The Amazon Rainforest Photographer
Photographer | Filmmaker | Environmentalist | Activist | Conservationist
Mark is considered as the Amazon rainforest photographer. He is the visionary behind the images featured on our Naturers Wilderness Project highlighting our Ecuador Rainforest Eternal positive impact project. Mark is a British photographer from Jersey, now based in Quito, Ecuador, who has the Andes mountains, the Amazon and the Galapagos on his doorstep. After years of working in television, Mark found his calling in documentary photography, illuminating global issues and giving indigenous communities a voice and sharing their colourful culture with the world.
Hi Mark, thank you for all of the amazing work you are creating. We would love to ask you a few questions to understand you and your work in greater depth.
What is it about Ecuador in particular that you love so much?
Ecuador is one of the most biodiverse places on the planet, it houses the Galapagos, the Andes & the Amazon in such a small area of land. Throughout the year you can watch the humpback whales breaching, the spectacled bear feasting, and baby turtles hatching. All within a days drive. It's truly spectacular.
What sparked your interest in photography?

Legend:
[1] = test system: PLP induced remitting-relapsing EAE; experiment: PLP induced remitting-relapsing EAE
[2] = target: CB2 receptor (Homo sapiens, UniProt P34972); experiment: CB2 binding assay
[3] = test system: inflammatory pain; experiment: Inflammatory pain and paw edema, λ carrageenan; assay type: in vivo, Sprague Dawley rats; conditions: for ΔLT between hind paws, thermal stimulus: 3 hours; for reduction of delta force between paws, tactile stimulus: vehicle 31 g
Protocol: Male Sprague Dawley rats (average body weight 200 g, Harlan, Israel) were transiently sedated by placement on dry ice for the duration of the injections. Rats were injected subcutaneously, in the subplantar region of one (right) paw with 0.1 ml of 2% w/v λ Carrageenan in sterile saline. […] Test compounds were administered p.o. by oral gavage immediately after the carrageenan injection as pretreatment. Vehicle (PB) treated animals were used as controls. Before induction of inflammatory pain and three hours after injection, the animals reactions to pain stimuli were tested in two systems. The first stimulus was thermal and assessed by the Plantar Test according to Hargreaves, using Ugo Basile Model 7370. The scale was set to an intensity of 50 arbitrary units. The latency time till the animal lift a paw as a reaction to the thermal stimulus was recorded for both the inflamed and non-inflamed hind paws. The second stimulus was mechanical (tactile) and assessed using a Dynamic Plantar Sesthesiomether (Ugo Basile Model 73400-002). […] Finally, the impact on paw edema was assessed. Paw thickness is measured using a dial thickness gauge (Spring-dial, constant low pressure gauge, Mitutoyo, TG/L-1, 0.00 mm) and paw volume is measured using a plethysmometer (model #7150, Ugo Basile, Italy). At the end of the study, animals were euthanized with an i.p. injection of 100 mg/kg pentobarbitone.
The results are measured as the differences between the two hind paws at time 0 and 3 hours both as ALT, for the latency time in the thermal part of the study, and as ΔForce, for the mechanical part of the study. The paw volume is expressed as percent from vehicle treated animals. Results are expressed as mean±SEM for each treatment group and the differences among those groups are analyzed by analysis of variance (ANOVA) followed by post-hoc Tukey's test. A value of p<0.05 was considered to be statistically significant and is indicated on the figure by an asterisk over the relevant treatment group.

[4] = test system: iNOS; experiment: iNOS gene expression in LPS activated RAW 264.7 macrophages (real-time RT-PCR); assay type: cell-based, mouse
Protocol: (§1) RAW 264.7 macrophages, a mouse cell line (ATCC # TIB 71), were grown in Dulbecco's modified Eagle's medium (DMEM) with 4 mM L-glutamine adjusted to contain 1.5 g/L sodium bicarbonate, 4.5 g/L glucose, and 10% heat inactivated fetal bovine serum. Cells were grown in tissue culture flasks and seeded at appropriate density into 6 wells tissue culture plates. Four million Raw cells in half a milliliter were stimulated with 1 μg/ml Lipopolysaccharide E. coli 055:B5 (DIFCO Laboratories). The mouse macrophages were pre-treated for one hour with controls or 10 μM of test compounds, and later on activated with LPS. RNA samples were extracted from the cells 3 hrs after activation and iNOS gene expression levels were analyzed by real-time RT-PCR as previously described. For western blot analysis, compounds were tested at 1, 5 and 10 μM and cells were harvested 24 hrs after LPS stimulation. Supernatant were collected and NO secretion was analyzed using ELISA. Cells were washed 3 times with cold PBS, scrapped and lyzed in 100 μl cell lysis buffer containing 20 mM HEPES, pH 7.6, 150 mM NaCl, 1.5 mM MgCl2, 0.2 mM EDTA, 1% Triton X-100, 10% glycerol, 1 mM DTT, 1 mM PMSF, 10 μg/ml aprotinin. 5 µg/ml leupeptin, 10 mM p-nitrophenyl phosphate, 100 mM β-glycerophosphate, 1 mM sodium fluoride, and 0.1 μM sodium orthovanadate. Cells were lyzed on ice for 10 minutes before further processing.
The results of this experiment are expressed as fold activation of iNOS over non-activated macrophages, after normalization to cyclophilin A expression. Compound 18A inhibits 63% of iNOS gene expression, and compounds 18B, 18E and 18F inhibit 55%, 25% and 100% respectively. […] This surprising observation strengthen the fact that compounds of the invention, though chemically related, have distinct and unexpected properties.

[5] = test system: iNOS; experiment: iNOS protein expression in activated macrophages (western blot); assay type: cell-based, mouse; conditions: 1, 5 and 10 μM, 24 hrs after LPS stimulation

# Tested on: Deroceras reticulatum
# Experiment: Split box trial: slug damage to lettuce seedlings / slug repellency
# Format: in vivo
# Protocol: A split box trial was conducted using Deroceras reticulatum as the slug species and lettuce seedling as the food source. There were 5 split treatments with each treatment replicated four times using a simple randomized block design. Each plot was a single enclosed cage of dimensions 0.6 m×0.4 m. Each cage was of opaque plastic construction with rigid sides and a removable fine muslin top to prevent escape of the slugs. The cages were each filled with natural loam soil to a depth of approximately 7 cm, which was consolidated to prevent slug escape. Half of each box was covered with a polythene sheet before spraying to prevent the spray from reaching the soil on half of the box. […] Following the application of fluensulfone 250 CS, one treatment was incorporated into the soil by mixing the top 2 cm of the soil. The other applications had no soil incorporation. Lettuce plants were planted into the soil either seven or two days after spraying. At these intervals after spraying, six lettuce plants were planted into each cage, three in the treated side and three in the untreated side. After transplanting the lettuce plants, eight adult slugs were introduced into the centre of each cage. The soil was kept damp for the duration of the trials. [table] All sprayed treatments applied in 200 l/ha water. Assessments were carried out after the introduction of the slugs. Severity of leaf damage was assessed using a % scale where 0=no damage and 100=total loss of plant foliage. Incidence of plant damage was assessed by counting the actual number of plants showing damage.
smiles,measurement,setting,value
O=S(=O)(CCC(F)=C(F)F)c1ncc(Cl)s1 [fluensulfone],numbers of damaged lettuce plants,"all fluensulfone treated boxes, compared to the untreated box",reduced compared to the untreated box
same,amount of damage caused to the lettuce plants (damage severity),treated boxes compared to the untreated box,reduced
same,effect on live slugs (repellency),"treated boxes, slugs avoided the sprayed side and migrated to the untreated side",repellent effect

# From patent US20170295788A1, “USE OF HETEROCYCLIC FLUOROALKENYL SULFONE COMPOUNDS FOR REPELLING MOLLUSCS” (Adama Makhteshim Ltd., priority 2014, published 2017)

I've had a camera in hand since the age of 11. Back then skateboarding was my life. One day my brother and I went into the local skateshop and asked to be sponsored. They advised us to make a portfolio & skate video, and from then onwards I documented everything we did. Paid off, as my brother's now a professional skateboarder, and I, a professional photographer!
What are your main goals with your photography?
Through my work I try to capture life as it is in the Amazon. Give indigenous peoples a voice and educate those that aren't fortunate enough to come and hear it themselves.
How were you able to gain trust and visit remote Amazon Communities?
It wasn't an easy road, that's for sure. I quit my job as an ITV cameraman in the UK, and moved to Ecuador with the intention of documenting life in the Amazon. Quickly realised that I had no experience in the jungle, couldn't speak Spanish and had no portfolio to show. After a lot of searching, I found one startup NGO that invited me unpaid. After a year of intensively learning Spanish and working for free, I built a strong enough portfolio to send to clients and the dream was finally becoming reality but then the pandemic arrived in South America… Severely struggled - I couldn't even afford food, let alone rent. Times were hard but towards the end of 2021 things finally picked up and I managed to create the best work of my career. The rest is a story yet to be told.
As a photographer, how do you capture emotion and show the importance of conservation issues?
Listen, Rapport, Observe, Capture. Planning is hugely important. Often I will have an image in my mind for a year before the moment arises to capture it. 95% of my work is observing and waiting for the moment and allowing the subjects to be comfortable with me and 5% is actually taking the photo. For example, on a recent assignment, I had an image in my mind the whole trip, but waited until the final hour, days later to take the shot. It's extremely important that you feel a connection with the person and allow them to trust you, rather than going in taking the shot and leaving.
In your opinion, what poses the largest threat to conservation? And what can be done about it?